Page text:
Douglas Laxton is Division Chief of the Economic Modeling Division (EMD) in the IMF's Research Department. He joined the Research Department in 1993 and has held numerous positions, including Advisor to the IMF's Economic Counsellor. The EMD is responsible for developing modern macro models to support the IMF's surveillance activities. Mr. Laxton has worked with many central banks over the years, developing forecasting and policy analysis systems to support inflation-forecast targeting frameworks. He has published many papers on a large range of topics, and builds multi-country models, and models of the oil market, to support the IMF’s surveillance activities. More recently, he has been working on models with strong macro-financial linkages designed to support macro prudential policies. Prior to joining the IMF, Mr. Laxton held numerous positions in the Research Department at the Bank of Canada (1981–1993) and was responsible for developing their modeling framework to support inflation targeting. He completed graduate work in economics in 1981 at the University of Western Ontario. For more details see www.douglaslaxton.org.
Ousmène Jacques Mandeng
Ousmène is Visiting Fellow at the Institute of Global Affairs and a Senior Advisor with Accenture’s Global Blockchain Technology Practice with a focus on digital currencies. He writes a blog occasionally on international monetary affairs at www.ousmenemandeng.com and specialises on monetary innovation and the international monetary system.
Piroska Nagy Mohacsi
Piroska is Programme Director in the Institute of Global Affairs at the London School of Economics (LSE) since September 2015.
She is responsible for various global policy initiatives and for setting up the Institute’s Eurasia centre and INet hub. Previously she was Director at the Office of the Chief Economist of the European Bank for Reconstruction and Development (EBRD), overseeing the EBRD’s strategic directions in Emerging Europe, Central Asia and North Africa as well as key policy initiatives such as local capital market development, food security, health and climate change. She was also responsible for the EBRD’s economic forecast exercise and co-led the Vienna Initiative, a public-private crisis management and coordination platform in emerging Europe, and headed its Secretariat.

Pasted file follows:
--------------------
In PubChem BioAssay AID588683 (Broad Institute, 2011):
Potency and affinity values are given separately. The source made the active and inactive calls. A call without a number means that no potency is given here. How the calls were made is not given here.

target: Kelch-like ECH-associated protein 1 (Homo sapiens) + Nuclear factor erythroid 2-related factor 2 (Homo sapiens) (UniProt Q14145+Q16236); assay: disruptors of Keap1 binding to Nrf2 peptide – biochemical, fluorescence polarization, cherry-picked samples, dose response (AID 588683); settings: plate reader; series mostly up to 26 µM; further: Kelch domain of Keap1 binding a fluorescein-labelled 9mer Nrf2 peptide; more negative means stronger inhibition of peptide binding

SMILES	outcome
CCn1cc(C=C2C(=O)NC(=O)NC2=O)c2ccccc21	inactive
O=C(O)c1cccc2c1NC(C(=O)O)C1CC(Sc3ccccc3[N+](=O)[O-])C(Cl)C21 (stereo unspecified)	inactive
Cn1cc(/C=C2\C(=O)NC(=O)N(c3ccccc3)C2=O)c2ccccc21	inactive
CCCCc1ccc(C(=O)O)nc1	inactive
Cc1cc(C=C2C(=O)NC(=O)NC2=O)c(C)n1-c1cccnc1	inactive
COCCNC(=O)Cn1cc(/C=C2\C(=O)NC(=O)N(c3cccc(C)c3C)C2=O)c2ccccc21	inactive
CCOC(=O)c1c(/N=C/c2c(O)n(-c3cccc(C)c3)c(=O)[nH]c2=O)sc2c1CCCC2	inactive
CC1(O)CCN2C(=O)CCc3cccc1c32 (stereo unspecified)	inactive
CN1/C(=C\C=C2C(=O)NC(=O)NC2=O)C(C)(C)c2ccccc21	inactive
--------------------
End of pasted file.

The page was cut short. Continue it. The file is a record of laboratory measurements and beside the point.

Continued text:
Vito Tanzi received degrees in economics from Harvard University, (MA, 1963, and PhD, 1967), and from George Washington University (BA and MA, 1961).
In 1967-76 he was Professor of Economics and Department Chair (1970-73) at the American University in Washington. In 1974 he took leave from his university position and joined the International Monetary Fund and in 1981 he was promoted Director of the Fund’s Fiscal Affairs Department, a position that he held until the end of 2000, directed the IMF work in the fiscal area and advising governments on fiscal reforms.
In 2001-2003 he served at ministerial level as Undersecretary for Economy and Finance of Italy. In 2003-6 he was a vising scholar at the Inter-American Development Bank. Since 2006 he has been an independent scholar conducting research and writing.
From 1990 to 1994 he was the President of the International Institute of Public Finance (IIPF) of which he is now Honorary President. He has been awarded honorary degrees from the universities of: Torino and Bari, in Italy; Cordoba, in Argentina; Liege, in Belgium; and Lisbon, in Portugal. He has received various important prizes and has been a visiting professor at various universities. He is an external member of the Lisbon Academy of Science. In recent years he has been a consultant to the UN, the European Commission, the European Central Bank, The World Bank, among others.
Dr Tanzi has published extensively and the author of many books. His recent has focused on the economic role of the state in market economies, on which he has published several books; the most is The Termites of the State: How Complexity Leads to Inequality (2018) was included by the Financial Times among the 12 most important economics books of 2018; he also published The Ecology of Taxation in the same year, as well as the books Government versus Markets (2011).